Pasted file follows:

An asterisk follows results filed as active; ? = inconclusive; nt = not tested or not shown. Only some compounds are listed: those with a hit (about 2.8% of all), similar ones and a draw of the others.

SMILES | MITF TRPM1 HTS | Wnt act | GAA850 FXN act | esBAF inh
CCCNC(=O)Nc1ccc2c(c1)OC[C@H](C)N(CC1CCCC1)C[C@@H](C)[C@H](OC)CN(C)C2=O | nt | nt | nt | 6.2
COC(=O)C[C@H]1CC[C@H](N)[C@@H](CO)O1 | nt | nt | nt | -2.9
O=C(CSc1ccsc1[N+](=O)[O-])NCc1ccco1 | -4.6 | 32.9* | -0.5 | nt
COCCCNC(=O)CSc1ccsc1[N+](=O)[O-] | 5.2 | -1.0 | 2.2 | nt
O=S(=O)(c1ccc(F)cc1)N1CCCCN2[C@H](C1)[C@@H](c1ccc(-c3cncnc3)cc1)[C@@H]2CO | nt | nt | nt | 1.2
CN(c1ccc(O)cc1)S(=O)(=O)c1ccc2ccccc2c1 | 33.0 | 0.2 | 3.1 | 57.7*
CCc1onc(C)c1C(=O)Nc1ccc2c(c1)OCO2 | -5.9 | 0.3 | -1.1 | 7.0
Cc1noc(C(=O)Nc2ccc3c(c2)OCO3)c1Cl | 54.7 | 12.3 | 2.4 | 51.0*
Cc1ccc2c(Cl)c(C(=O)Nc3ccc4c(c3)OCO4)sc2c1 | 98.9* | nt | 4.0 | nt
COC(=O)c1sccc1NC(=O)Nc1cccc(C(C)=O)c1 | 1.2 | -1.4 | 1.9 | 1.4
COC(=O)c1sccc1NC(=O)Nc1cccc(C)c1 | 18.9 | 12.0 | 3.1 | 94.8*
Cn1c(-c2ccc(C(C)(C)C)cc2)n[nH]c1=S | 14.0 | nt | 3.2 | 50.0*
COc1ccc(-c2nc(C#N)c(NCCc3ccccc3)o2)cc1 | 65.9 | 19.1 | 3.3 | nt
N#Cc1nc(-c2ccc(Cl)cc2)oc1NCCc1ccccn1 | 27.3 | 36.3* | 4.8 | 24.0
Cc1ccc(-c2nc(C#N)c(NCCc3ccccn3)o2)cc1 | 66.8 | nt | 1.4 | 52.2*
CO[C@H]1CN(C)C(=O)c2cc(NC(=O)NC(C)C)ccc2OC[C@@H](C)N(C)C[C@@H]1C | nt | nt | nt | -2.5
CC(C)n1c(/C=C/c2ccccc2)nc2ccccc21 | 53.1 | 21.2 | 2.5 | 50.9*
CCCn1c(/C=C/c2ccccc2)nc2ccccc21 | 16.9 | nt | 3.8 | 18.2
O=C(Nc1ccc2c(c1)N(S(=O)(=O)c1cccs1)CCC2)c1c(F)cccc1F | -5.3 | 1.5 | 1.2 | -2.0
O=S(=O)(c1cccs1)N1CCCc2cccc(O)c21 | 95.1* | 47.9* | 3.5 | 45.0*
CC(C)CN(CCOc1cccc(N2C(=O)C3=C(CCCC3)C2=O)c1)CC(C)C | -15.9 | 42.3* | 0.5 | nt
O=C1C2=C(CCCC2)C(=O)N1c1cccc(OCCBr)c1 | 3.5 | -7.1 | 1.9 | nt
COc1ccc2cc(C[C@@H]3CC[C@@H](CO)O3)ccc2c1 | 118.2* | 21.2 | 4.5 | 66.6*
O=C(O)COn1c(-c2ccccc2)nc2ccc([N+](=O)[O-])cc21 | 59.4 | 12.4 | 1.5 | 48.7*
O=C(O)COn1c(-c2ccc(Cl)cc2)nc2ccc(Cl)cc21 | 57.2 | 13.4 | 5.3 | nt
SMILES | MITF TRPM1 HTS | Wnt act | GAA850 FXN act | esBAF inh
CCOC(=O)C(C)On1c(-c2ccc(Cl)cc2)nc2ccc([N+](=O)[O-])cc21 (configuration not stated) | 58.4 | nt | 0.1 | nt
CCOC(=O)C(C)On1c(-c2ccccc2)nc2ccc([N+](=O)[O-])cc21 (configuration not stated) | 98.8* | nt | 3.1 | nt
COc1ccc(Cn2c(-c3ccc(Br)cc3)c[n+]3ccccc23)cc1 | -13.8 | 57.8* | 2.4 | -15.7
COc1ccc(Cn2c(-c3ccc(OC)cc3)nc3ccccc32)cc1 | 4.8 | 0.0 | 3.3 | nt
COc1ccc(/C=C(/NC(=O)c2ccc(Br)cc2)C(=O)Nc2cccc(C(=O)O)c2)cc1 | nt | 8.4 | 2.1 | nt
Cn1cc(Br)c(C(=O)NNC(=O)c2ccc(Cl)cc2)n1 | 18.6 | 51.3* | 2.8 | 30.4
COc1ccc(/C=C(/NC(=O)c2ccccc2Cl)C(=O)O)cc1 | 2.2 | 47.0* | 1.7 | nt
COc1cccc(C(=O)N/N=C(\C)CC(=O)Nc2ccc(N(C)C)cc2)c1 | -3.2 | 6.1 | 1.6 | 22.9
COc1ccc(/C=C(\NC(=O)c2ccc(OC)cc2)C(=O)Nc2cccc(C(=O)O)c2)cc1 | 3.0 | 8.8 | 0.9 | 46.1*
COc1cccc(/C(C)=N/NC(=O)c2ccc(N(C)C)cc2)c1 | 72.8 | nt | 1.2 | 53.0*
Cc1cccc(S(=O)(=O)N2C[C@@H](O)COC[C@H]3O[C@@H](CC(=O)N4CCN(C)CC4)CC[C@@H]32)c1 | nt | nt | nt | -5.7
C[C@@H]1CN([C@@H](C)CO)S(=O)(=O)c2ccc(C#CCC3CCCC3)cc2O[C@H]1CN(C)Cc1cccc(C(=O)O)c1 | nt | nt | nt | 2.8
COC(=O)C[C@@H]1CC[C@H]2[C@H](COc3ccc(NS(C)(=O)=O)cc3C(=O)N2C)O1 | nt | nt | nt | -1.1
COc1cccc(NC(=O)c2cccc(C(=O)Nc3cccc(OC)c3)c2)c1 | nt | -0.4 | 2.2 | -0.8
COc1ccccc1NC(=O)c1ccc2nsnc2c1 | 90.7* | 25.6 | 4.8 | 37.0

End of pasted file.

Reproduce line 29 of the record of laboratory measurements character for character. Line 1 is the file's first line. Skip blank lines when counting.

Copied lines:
CCOC(=O)C(C)On1c(-c2ccc(Cl)cc2)nc2ccc([N+](=O)[O-])cc21 (configuration not stated) | 58.4 | nt | 0.1 | nt